Supremacy Of EU Law: The Case Of Dansk Industri V Estate Of A (AJOS)

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The case of Dansk Induistri v Estate of A (Ajos) shines relatively recent light on the difficulties plaguing European Union Law, issues exacerbated by even more recent events. The supremacy of EU Law has always been strongly debated; Ajos is nothing new in this regard, however it is currently the most significant show of conditional supremacy in respect to its relevancy and strength of its noncompliance. This essay will first discuss the facts of the primary case as well as its related counterparts before fleshing out why the title statement has merit and that the decision of the Danish Supreme Court is a threat to the supremacy of EU Law.

In Ajos , the Danish Supreme Court (Højesteret) objected to the context of Council Directive 2000/78/EC (the Directive), which set a template for equal treatment in the workplace, naming Articles 1 (purpose), 2 (definition of equal treatment), and 6 (exceptions). The Directive attempts to cover all forms of discrimination of workers in regards to age, sexuality, religion and disability. This was compared to Paragraph 2a (3) of the Danish Salaried Employees Act (DSEA) , where severance pay is not allocated to the employee upon dismissal if they are entitled to an old-age pension from the employer which they joined before reaching the age of 50.

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Mr Rasmussen was terminated by his employer, Ajos, at age 60. He wanted severance allowance (3 months according to paragraph 2a (1) of the DSEA, since he had been employed for more than 18 years). However, since he met the conditions stipulated in 2a (3), he was not allowed the severance according to national law. The heirs of Mr Rasmussen took this to the Danish Courts, bringing in the Directive to argue that there was discrimination based on age. This went up to the Højesteret, which referred two questions to the European Court of Justice (ECJ). Firstly, they asked whether the general principles of EU Law (in this case non-discrimination on grounds of age) can be interpreted as precluding national law. Secondly, it asked if in a dispute between private persons, whether a national court could challenge these unwritten general principles against the principles of legal certainty and the protection of legitimate expectations (to which they placed precedence on the latter). The facts of this case are very similar to that of Mangold , but with polar opposite decisions.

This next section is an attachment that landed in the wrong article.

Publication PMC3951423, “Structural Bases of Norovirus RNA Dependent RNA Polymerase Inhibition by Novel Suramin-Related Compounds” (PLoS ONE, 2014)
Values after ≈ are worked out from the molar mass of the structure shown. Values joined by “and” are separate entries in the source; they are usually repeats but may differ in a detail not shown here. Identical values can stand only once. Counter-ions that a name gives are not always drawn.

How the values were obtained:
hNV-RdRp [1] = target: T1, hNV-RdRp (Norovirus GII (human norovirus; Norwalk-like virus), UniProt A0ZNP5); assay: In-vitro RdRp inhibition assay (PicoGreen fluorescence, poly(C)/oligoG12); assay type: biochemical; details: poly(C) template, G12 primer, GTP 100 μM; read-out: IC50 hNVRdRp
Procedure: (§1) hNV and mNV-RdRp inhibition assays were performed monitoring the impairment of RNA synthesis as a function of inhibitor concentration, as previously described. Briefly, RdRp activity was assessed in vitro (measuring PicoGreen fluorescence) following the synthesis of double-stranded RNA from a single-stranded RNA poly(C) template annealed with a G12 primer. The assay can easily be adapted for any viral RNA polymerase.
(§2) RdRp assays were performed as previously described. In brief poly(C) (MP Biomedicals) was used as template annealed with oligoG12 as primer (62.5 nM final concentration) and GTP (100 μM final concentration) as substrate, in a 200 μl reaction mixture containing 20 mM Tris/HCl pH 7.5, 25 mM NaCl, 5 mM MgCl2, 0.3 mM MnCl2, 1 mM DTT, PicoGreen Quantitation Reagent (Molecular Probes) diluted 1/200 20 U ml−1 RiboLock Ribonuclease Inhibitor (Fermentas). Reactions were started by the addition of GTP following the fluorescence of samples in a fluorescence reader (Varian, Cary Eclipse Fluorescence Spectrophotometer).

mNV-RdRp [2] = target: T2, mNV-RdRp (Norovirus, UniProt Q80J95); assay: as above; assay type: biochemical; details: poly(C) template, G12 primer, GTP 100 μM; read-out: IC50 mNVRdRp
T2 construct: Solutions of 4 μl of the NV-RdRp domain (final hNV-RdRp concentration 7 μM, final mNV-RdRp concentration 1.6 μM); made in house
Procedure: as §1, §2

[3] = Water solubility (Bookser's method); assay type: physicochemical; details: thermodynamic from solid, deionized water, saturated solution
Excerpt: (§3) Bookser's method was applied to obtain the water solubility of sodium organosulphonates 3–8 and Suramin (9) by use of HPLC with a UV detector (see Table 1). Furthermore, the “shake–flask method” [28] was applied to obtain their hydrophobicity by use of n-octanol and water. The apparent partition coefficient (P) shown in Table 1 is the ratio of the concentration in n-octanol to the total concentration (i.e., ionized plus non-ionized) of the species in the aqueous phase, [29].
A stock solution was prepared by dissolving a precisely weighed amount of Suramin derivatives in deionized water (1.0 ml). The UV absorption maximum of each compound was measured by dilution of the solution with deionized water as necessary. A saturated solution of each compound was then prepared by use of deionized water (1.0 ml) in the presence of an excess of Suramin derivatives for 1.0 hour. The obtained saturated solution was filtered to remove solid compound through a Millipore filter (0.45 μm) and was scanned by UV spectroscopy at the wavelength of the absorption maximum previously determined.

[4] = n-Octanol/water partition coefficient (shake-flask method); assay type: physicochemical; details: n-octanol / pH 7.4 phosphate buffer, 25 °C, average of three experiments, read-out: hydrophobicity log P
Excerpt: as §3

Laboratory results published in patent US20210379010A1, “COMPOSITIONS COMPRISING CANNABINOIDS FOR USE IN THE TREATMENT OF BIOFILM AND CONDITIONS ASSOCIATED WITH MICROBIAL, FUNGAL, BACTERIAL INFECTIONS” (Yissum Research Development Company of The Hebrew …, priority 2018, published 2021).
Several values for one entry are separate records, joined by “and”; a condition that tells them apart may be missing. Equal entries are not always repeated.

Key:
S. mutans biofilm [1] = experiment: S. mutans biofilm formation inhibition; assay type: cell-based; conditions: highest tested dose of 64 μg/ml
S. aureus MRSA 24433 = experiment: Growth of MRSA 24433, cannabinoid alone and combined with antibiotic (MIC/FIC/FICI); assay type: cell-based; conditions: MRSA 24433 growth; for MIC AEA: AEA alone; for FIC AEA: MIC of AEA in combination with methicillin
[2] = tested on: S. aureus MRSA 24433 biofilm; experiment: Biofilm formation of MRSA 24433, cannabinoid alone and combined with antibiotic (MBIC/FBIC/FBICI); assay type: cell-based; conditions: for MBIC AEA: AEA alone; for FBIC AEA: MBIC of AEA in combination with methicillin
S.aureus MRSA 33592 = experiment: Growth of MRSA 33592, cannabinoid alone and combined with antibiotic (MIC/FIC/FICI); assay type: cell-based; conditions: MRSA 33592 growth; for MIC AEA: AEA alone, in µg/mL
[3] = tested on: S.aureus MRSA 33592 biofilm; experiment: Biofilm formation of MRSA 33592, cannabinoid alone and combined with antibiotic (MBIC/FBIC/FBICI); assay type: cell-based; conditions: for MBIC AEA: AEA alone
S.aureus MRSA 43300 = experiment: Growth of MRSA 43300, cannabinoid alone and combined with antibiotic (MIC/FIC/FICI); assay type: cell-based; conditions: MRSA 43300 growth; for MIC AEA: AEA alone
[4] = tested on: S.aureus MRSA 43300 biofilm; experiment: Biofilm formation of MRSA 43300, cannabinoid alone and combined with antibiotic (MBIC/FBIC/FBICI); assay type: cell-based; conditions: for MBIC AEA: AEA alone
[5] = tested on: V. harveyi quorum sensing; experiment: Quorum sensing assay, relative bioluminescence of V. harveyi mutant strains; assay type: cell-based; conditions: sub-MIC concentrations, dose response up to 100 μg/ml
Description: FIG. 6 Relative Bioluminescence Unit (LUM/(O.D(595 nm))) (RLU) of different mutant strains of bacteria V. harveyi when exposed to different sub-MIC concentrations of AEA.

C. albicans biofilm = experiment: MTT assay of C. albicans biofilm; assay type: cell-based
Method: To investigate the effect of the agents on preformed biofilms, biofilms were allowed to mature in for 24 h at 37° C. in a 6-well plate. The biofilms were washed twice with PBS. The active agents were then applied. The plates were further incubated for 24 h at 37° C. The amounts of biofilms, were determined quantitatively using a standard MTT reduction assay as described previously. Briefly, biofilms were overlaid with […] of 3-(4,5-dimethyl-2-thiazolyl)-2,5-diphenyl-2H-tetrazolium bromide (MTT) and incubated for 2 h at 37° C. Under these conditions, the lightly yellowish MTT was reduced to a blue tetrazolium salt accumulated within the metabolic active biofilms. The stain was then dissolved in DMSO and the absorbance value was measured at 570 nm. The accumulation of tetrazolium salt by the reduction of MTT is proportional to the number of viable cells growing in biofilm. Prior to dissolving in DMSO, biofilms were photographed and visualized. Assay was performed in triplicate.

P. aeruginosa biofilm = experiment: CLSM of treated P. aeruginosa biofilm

The first question was responded to by declaring the source of general principles prohibiting discrimination on grounds of age to be found in more than just the Directive, but in the preamble recitals 1 to 4 of said Directive, and in “various international instruments and in the constitutional traditions common to the Member States” (reaffirmed in Mangold and Kücükdeveci ). The Directive is instead for the purpose of laying down the template (based on these ideals) that can be utilized as a stepping stone to oppose these cases of discrimination.

For the second question, ECJ responded that when national and EU law coincide, it is for the national courts to afford the protection to these private persons in full conformity to the EU provisions (such as in Pfeiffer and Kücükdeveci. While Directives cannot directly impose obligations on individuals, Member States are obliged to strive for the result that the directive is aiming to achieve and to take all appropriate steps to ensure this, rather than just relying on technicalities.